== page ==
Hellenism and Greece now face a stark choice before the Turkish neo-ottoman threat: either pursue a realist militarised strategy geared towards reestablishing the balance of power the soonest possible and altering the just-defensive doctrine of deployment of forces; or follow the already-failed alternative liberal logic (fallacy in this case) that seeks to promote long-term peace through closer economic, social and political ties and involves relinquishing all national assets and capitulating to Turkey.

With its constant inaction, Greece has been caught in the Thucydidean trap of a rising Turkey. The continuous erosion of the balance of power has reached a point that will eventually make war inevitable. War does not necessarily mean catastrophe provided there is preparation and determination.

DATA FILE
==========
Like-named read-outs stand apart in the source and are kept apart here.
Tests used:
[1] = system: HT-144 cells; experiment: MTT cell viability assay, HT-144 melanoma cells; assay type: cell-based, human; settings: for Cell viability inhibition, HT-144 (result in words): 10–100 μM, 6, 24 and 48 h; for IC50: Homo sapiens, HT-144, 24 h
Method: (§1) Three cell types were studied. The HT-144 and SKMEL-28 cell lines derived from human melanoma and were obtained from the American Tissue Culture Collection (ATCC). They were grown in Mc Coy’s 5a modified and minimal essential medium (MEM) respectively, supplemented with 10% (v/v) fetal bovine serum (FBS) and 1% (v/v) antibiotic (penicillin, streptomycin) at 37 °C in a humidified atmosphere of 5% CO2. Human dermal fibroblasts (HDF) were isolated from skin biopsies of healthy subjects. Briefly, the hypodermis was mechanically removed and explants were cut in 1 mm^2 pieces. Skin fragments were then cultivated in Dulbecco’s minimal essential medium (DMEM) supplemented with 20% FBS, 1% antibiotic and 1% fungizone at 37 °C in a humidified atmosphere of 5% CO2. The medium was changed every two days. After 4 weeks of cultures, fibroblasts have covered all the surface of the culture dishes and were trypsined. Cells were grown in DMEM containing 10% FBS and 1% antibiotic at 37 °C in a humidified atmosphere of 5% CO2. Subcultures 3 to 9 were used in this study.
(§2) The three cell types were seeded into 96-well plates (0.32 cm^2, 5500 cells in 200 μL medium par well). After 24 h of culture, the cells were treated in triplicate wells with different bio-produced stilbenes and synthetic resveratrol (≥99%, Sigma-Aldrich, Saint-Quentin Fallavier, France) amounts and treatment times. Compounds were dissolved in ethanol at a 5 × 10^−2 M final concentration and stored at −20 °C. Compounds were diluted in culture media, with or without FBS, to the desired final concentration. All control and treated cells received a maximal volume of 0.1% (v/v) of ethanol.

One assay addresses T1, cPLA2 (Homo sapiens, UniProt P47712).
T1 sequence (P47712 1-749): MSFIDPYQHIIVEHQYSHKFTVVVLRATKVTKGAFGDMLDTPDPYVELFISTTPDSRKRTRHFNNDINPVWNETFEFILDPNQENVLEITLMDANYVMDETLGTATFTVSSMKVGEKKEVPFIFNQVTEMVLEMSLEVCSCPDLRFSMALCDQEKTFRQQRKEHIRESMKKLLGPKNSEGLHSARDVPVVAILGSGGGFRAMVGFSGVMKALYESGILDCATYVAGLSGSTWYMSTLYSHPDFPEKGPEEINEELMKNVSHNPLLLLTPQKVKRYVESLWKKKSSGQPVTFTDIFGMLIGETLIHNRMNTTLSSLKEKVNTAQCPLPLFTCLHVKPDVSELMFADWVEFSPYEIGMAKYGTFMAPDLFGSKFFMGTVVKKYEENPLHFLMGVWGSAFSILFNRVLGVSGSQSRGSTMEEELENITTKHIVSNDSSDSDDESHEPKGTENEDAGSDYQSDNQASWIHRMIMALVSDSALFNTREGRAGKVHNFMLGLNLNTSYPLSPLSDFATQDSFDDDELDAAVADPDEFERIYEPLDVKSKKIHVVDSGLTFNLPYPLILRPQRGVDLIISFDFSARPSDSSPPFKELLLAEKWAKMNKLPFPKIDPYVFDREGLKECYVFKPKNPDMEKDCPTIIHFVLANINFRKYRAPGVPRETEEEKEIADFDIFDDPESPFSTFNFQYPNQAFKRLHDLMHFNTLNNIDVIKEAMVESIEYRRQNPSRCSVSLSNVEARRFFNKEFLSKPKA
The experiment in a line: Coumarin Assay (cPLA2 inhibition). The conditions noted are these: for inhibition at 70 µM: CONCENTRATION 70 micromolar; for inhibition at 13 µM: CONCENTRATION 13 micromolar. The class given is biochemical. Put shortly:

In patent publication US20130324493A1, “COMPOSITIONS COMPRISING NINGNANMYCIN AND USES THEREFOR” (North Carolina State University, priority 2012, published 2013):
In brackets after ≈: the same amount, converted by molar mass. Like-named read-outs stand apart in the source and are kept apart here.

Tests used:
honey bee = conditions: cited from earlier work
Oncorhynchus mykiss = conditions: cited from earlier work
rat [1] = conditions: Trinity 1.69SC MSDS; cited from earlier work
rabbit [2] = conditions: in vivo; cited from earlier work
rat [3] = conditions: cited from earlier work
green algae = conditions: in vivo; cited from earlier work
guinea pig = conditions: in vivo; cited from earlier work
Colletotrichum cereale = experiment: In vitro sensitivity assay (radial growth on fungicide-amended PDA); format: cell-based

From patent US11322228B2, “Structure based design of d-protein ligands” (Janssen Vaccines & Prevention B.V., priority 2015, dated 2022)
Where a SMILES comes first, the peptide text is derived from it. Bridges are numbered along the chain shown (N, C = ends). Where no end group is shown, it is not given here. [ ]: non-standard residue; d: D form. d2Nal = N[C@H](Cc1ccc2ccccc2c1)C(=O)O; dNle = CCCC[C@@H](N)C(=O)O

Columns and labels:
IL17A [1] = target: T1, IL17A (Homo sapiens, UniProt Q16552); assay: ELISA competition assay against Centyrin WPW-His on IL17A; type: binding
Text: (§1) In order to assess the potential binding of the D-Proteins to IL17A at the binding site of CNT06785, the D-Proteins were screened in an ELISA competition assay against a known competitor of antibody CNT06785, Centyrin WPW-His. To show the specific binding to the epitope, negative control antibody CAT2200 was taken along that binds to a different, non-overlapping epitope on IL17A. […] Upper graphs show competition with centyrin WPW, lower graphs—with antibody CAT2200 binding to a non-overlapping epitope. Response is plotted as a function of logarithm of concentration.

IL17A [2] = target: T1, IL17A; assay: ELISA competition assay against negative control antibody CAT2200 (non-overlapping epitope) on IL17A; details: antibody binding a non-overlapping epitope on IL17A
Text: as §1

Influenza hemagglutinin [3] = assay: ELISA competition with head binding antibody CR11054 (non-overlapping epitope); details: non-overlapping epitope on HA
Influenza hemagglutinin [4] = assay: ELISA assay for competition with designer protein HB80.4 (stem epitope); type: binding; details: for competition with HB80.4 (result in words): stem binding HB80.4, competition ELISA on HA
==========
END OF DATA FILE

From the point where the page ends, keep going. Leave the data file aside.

It has not yet been comprehended that in the ambiguous but realistic Orwellian world of the political and international chessboard peace can mean war and war peace.


Panayiotis Tilliros (MSc from LSE) is an economist and international relations analyst

Related Posts

Eight years of solid companionship gone in a flash

Colette NiReamonn Ioannidou

A botanist’s fascination with Cyprus

CM Guest Columnist

Our View: It’s far too late for outrage over surveillance

CM: Our View

Our View: Can we build on our Commonwealth Games success?

CM: Our View

UK interest rate rise on the back of higher inflation

CM Guest Columnist

One and done? Some Democrats say Biden should not seek second term

CM Guest Columnist


Comments are closed.